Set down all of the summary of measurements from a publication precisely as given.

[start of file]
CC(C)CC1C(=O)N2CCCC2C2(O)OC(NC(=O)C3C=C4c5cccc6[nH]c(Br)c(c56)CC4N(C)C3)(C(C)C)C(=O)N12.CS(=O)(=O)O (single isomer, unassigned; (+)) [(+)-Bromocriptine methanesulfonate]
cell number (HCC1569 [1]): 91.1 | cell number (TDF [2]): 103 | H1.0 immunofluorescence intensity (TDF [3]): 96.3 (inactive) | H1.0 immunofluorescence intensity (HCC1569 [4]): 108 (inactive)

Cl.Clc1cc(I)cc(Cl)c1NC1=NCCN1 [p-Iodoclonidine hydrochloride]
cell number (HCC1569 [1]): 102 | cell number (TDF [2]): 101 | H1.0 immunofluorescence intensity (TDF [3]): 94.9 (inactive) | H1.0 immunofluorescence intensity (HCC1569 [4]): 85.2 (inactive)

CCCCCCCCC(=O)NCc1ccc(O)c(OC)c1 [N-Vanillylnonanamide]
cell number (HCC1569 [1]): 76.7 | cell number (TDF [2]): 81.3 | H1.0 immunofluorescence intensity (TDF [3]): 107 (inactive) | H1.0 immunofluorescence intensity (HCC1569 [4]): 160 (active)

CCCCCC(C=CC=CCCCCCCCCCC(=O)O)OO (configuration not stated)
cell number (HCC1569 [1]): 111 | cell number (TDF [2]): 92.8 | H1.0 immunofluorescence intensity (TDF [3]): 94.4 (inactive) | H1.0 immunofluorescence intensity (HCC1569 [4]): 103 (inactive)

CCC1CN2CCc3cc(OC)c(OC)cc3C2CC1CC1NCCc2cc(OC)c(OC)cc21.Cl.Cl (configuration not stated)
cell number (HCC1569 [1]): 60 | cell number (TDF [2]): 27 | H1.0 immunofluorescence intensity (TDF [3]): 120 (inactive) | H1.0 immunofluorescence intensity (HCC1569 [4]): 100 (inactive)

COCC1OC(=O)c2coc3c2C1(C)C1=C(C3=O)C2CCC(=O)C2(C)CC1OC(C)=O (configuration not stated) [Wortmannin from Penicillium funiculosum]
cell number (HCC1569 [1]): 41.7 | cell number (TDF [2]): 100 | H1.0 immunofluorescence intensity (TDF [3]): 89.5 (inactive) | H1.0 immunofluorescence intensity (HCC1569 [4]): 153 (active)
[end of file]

CC(C)CC1C(=O)N2CCCC2C2(O)OC(NC(=O)C3C=C4c5cccc6[nH]c(Br)c(c56)CC4N(C)C3)(C(C)C)C(=O)N12.CS(=O)(=O)O (single isomer, unassigned; (+)) [(+)-Bromocriptine methanesulfonate]
cell number (HCC1569 [1]): 91.1 | cell number (TDF [2]): 103 | H1.0 immunofluorescence intensity (TDF [3]): 96.3 (inactive) | H1.0 immunofluorescence intensity (HCC1569 [4]): 108 (inactive)

Cl.Clc1cc(I)cc(Cl)c1NC1=NCCN1 [p-Iodoclonidine hydrochloride]
cell number (HCC1569 [1]): 102 | cell number (TDF [2]): 101 | H1.0 immunofluorescence intensity (TDF [3]): 94.9 (inactive) | H1.0 immunofluorescence intensity (HCC1569 [4]): 85.2 (inactive)

CCCCCCCCC(=O)NCc1ccc(O)c(OC)c1 [N-Vanillylnonanamide]
cell number (HCC1569 [1]): 76.7 | cell number (TDF [2]): 81.3 | H1.0 immunofluorescence intensity (TDF [3]): 107 (inactive) | H1.0 immunofluorescence intensity (HCC1569 [4]): 160 (active)

CCCCCC(C=CC=CCCCCCCCCCC(=O)O)OO (configuration not stated)
cell number (HCC1569 [1]): 111 | cell number (TDF [2]): 92.8 | H1.0 immunofluorescence intensity (TDF [3]): 94.4 (inactive) | H1.0 immunofluorescence intensity (HCC1569 [4]): 103 (inactive)

CCC1CN2CCc3cc(OC)c(OC)cc3C2CC1CC1NCCc2cc(OC)c(OC)cc21.Cl.Cl (configuration not stated)
cell number (HCC1569 [1]): 60 | cell number (TDF [2]): 27 | H1.0 immunofluorescence intensity (TDF [3]): 120 (inactive) | H1.0 immunofluorescence intensity (HCC1569 [4]): 100 (inactive)

COCC1OC(=O)c2coc3c2C1(C)C1=C(C3=O)C2CCC(=O)C2(C)CC1OC(C)=O (configuration not stated) [Wortmannin from Penicillium funiculosum]
cell number (HCC1569 [1]): 41.7 | cell number (TDF [2]): 100 | H1.0 immunofluorescence intensity (TDF [3]): 89.5 (inactive) | H1.0 immunofluorescence intensity (HCC1569 [4]): 153 (active)